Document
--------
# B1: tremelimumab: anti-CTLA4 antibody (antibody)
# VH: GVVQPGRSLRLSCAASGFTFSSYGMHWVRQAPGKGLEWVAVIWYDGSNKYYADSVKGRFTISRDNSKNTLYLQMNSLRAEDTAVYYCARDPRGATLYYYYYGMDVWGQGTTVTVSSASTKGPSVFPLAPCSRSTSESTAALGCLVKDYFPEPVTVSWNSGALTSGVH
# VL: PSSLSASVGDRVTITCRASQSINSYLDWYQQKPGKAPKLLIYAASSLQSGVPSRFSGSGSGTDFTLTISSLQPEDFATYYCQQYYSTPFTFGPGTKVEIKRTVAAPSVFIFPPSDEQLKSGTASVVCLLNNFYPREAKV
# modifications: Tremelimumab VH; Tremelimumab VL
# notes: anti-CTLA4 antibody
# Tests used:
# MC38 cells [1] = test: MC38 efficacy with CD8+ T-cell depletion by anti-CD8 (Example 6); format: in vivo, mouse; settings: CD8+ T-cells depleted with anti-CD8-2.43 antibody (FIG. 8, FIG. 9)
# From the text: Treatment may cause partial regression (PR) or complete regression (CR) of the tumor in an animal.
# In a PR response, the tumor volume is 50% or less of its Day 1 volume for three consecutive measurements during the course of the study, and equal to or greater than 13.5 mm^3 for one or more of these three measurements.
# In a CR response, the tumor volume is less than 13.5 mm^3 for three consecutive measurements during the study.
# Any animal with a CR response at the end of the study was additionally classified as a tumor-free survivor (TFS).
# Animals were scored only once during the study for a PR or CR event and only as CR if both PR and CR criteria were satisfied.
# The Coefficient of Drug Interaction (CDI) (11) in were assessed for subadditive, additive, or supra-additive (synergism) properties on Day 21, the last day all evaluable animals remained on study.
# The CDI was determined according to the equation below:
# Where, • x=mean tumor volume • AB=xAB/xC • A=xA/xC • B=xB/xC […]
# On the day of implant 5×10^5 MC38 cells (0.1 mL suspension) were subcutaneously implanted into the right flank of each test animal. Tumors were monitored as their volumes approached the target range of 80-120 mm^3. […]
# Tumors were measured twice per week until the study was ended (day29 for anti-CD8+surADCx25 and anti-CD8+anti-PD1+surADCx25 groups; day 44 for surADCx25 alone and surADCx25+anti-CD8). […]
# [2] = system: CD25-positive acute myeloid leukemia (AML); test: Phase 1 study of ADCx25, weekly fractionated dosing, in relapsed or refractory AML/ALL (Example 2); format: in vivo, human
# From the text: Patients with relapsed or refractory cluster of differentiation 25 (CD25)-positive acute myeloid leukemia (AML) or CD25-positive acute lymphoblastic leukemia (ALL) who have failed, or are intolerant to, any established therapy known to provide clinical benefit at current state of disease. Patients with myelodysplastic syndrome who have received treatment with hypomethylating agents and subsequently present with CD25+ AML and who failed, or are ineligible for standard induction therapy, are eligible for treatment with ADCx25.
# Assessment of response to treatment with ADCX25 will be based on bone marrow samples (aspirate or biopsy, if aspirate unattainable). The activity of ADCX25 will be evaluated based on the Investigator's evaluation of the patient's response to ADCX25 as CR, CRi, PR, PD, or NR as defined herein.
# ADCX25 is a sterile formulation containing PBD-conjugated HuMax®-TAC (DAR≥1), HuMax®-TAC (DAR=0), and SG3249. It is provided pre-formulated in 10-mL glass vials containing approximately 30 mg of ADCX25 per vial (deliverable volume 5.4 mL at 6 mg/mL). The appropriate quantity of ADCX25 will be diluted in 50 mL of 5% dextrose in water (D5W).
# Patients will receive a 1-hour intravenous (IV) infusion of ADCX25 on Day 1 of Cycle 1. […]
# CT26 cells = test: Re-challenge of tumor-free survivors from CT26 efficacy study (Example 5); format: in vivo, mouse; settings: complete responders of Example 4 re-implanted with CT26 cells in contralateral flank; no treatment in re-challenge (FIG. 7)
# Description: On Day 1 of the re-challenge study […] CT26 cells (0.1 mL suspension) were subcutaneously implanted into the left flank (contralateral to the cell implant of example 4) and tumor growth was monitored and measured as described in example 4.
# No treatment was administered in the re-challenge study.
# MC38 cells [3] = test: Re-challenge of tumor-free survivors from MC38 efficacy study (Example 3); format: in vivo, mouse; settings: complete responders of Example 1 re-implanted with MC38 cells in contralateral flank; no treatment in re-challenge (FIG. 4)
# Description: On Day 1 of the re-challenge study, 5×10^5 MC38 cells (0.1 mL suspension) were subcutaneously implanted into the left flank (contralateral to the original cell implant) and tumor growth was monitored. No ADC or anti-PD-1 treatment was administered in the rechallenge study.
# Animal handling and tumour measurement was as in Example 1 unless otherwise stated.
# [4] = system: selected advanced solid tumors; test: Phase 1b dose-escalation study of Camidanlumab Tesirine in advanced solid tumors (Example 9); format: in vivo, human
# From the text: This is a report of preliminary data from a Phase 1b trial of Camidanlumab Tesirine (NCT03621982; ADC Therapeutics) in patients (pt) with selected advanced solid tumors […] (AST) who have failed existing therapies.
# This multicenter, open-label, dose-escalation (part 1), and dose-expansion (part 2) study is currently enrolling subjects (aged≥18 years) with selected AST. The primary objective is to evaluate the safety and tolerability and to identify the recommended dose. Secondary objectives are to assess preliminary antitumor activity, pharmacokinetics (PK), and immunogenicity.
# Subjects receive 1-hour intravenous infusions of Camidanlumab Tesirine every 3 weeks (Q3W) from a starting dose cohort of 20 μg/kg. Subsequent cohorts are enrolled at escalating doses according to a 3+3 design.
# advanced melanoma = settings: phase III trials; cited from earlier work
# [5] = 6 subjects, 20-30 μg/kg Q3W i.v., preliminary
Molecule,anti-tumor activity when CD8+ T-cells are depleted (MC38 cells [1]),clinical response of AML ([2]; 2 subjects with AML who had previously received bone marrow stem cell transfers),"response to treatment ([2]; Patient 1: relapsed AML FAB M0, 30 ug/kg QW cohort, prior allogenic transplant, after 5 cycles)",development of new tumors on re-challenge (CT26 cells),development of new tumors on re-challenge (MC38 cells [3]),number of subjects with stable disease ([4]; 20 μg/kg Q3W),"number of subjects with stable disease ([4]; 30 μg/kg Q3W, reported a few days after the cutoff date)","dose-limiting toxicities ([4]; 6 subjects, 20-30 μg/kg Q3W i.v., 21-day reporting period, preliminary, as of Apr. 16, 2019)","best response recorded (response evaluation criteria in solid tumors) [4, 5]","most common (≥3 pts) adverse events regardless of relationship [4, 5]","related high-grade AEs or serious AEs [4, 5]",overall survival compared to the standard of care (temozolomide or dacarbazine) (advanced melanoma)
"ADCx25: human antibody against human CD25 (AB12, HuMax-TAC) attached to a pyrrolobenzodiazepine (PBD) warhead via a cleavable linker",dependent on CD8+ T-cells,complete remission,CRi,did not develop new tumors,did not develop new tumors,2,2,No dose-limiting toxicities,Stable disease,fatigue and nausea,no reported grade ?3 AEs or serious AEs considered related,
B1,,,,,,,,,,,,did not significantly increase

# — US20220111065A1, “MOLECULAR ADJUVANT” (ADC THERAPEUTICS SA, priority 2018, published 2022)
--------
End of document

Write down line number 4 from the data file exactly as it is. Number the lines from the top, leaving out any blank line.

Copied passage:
# modifications: Tremelimumab VH; Tremelimumab VL